In semi-separate phone interviews (Crowell, 62, did his alone; Harris, 65, did hers sitting next to Crowell, and occasionally consulting him about half-remembered details, in the Nashville airport), the two old friends talked about their new album and traced the origins of their friendship from its earliest days to today.
In 1974, after the death of her mentor Gram Parsons, Harris, a young single mother, was living with her parents in the Maryland suburbs. Crowell was a struggling songwriter.
Emmylou Harris: I was working the [D.C.] clubs: the Childe Harold, Mr. Henry or Oh Henry’s, whatever, the Assembly, the Red Fox Inn. I was pretty much doing six nights a week. I heard [Rodney] up in Toronto when I was working on material with Brian Ahern. I heard his demo and got very excited, and [Ahern] arranged for us to meet.
Rodney Crowell: She was playing at the Childe Harold, this old folk club. I went to see her, and then we stayed up all night, sitting on the floor. We started a conversation about songs and music, the Louvin Brothers, Townes Van Zandt, Guy Clark. And that very conversation that night is a conversation that we’ve sustained over the years, and was really what led to [this album], truthfully.
Harris’s major label debut, “Pieces of the Sky,” was released in early 1975; “Bluebird Wine,” written by Crowell, was the lead track. Crowell and Harris re-recorded the song, with new lyrics by Crowell, for “Old Yellow Moon.”
Crowell: When [“Pieces of the Sky”] came out, I was in California with her. We were in a boutique in Westwood and “Bluebird Wine” came on the radio, and we were like those kids in that Tom Hanks movie “That Thing You Do,” we were jumping up and down. We go up to the cashier, and [Emmylou said], “Listen, do you hear that? That’s me singing.” And I said, “Yeah, and that’s my song.” And the cashier sort of lazily said, “Oh, yeah, sure.” We were like, “No, really. It is!”
Harris: Rodney had never recorded it himself, and it seemed like [a new version would] give everyone a chance to hear what I heard when I heard Rodney sing that song. And I suppose there was a certain sentimentality for me, because it is kind of how we got together.
The following year, Crowell and Harris met up again in Texas. He soon joined her vaunted backing group, the Hot Band.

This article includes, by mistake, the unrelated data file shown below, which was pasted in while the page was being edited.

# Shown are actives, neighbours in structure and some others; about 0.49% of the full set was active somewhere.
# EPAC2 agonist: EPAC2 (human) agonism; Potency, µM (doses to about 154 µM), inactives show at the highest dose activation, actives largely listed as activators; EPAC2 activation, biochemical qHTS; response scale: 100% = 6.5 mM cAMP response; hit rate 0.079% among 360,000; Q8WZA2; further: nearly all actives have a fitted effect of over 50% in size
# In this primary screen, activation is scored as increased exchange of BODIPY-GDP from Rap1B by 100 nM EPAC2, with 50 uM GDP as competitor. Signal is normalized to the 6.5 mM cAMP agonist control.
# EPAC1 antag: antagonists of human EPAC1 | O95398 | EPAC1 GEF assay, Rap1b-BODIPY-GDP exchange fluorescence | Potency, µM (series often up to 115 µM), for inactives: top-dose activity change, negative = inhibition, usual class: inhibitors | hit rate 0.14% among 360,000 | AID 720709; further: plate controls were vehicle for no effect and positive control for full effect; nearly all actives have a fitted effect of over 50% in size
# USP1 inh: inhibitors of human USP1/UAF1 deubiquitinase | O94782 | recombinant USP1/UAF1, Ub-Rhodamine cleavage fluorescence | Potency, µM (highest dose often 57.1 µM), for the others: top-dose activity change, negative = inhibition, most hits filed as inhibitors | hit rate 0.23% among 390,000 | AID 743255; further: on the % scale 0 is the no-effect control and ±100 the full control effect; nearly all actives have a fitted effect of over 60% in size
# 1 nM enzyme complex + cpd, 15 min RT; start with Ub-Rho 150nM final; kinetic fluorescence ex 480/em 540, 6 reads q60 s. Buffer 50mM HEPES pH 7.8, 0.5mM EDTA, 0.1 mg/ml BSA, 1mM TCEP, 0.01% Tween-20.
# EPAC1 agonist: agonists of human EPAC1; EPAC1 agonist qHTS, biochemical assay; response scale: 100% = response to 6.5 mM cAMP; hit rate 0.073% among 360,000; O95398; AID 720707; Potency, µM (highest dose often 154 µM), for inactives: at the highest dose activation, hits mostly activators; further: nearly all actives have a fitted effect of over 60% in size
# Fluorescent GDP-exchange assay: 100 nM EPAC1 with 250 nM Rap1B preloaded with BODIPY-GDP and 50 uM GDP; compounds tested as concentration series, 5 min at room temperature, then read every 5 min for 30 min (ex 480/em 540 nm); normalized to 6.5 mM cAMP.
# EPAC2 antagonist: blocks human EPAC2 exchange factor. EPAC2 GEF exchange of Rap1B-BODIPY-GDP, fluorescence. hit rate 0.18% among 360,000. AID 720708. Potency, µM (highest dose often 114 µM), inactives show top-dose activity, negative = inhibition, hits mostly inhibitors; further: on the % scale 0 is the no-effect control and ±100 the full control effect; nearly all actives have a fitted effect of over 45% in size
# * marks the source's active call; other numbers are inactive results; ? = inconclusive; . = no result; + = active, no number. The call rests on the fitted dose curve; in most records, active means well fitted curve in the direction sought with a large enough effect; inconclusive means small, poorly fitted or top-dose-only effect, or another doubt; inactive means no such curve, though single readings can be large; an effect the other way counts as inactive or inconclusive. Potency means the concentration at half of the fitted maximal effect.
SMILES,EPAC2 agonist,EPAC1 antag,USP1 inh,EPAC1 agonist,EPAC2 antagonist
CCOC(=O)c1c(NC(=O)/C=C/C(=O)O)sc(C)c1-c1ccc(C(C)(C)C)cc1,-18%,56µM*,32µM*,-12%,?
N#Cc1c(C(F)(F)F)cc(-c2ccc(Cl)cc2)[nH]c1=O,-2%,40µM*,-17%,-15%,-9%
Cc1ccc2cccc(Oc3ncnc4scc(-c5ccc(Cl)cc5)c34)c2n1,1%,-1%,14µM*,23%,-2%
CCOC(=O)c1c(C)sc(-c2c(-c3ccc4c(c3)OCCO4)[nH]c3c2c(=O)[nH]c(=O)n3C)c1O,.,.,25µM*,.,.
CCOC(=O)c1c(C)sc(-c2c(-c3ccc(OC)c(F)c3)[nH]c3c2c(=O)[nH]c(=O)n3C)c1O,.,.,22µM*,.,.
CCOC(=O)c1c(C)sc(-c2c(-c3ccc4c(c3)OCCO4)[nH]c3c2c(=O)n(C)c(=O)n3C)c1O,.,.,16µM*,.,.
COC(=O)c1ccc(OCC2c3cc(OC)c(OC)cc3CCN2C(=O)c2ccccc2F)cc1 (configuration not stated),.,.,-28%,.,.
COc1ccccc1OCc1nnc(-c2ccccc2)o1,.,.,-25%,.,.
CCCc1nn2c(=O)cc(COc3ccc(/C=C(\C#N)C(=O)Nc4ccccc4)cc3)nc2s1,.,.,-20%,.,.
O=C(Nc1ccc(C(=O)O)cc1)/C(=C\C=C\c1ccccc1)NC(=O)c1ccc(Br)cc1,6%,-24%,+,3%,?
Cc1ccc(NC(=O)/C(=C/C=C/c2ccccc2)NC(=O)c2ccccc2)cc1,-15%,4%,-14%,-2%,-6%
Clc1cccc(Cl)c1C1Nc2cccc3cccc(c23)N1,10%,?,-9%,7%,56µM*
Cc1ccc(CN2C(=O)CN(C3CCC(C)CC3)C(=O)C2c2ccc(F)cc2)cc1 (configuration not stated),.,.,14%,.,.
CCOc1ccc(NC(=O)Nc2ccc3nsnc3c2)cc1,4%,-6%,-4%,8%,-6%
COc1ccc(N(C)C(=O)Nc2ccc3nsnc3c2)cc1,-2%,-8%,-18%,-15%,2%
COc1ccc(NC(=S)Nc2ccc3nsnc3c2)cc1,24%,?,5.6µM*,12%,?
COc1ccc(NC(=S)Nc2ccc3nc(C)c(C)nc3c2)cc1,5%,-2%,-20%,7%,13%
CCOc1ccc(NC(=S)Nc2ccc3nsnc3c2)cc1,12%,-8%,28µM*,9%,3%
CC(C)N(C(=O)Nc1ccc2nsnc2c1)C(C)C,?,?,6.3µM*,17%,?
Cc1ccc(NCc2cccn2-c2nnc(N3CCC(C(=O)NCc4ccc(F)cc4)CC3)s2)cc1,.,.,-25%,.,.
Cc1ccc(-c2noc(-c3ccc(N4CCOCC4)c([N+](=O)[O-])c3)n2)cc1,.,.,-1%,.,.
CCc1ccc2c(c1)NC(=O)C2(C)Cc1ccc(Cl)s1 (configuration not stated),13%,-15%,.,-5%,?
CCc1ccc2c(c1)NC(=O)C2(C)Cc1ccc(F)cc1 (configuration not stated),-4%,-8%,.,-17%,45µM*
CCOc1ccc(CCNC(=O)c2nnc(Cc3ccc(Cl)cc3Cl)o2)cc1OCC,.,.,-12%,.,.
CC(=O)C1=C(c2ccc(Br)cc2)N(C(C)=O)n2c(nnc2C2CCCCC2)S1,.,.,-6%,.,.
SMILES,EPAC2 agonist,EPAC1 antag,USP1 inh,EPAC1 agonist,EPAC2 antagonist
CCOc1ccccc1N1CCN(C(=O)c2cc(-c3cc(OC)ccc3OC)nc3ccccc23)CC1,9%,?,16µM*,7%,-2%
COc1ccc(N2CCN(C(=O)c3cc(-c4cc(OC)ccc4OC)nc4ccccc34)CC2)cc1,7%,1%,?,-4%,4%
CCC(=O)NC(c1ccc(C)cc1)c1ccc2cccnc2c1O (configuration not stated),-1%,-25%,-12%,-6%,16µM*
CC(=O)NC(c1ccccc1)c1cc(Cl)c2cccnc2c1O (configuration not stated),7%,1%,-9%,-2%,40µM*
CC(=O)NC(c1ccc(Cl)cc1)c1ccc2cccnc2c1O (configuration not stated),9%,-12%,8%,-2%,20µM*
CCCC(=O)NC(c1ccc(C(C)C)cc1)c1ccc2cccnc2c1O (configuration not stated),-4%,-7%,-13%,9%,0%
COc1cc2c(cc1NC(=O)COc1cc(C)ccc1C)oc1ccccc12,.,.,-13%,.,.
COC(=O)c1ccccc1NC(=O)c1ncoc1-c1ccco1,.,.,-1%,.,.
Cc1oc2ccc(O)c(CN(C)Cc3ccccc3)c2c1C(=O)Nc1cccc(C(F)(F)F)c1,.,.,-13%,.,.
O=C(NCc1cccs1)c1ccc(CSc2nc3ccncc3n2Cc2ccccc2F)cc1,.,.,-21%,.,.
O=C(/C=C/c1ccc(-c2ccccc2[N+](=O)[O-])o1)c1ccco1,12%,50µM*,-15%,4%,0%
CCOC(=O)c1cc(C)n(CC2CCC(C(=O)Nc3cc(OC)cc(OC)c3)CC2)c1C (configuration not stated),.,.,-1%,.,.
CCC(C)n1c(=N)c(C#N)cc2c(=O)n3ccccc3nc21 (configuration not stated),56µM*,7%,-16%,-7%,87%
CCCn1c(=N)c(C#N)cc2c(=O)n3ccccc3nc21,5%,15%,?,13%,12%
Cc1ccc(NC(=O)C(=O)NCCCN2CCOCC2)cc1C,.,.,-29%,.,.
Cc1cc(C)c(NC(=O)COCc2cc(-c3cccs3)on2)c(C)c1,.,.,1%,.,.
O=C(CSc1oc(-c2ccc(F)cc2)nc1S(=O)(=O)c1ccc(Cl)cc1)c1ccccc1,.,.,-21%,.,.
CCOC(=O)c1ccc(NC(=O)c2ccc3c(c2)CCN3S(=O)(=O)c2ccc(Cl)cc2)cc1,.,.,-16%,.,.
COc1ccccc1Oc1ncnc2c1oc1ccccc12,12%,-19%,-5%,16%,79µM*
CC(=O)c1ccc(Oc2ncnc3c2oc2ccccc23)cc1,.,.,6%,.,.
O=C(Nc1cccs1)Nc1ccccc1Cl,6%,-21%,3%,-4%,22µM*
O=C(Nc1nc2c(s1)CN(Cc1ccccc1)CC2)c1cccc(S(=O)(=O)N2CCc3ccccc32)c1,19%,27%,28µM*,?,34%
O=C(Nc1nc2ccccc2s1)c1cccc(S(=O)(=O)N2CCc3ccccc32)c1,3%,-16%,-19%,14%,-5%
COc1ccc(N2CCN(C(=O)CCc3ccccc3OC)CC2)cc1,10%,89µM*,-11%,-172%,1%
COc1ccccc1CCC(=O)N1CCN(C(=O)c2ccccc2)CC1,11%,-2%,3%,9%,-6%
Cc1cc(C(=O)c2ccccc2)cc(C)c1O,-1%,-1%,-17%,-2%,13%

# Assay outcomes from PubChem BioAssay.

Crowell: She came to Austin, where I was at the time, and played the Armadillo World Headquarters with a band she had from D.C. I sat in with her, and after the gig she said, “Hey, I’m going to L.A. tomorrow. I’ve got a spare ticket. Want to come?” Emmy doesn’t remember having a spare ticket, but there’s no way I could have afforded to go on my own.
Harris: He didn’t have any place to land in particular . . . I needed someone to play rhythm guitar and sing duets with, and at that point we’d been sitting around the house [in L.A.], singing country songs. It just seemed like a natural fit, that of course he’d be in the Hot Band.
Crowell: They were gonna hire these big, high-priced band guys that had played with Elvis to go on the road with her, and I was a friend and confidant and source of songs . . . I landed my role in that band on the strength of the songs, and as a source of friendship for Emmy.
Crowell and Harris remained close throughout the next few decades, as their careers progressed on parallel tracks. As Harris’s fame grew, Crowell became a country star in his own right, and was one-half of a Nashville power couple with his then-wife, Rosanne Cash.
Many of the songs on “Old Yellow Moon” are tracks Harris and Crowell had always wanted to record together.
Crowell: Johnny Cash did “Bull Rider” all those years ago, and he did make it iconic, and it was beautiful. Then two or three years ago Norah Jones recorded it on one of her records, and when I heard it . . . it took me a moment to recognize it was my song. I played it over and over and over again, because I loved it. Something about her version of it gave it back to me; that’s the only reason I brought it up for the sessions with Emmy. She always loved that song.
Harris: To me, the song that exemplifies this record and our friendship is the title track. It could be about a marriage; it could be about a brother and sister; it could be about friends. It’s just about a long, enduring affection for someone.
Harris and Crowell would sometimes go years without seeing each other, and easily pick up their friendship where they left off. Crowell says he can talk to Harris about things he talks to his male friends about, such as baseball. She figures it helps that they never dated.
Crowell: I don’t ever remember us having an argument.
Harris: Oh no, we’ve never had a fight. If we had disagreements, it’s about a song or an idea, and we talk it through.
Crowell: I think I lighten Emmy up, and she lightens me up. It’s always been that way.
Harris: He definitely lightens me up. I hope I lighten him up. He’s one of those people — his friendship is so important. There’s some people you just delight in, and Rodney’s one of those people for me.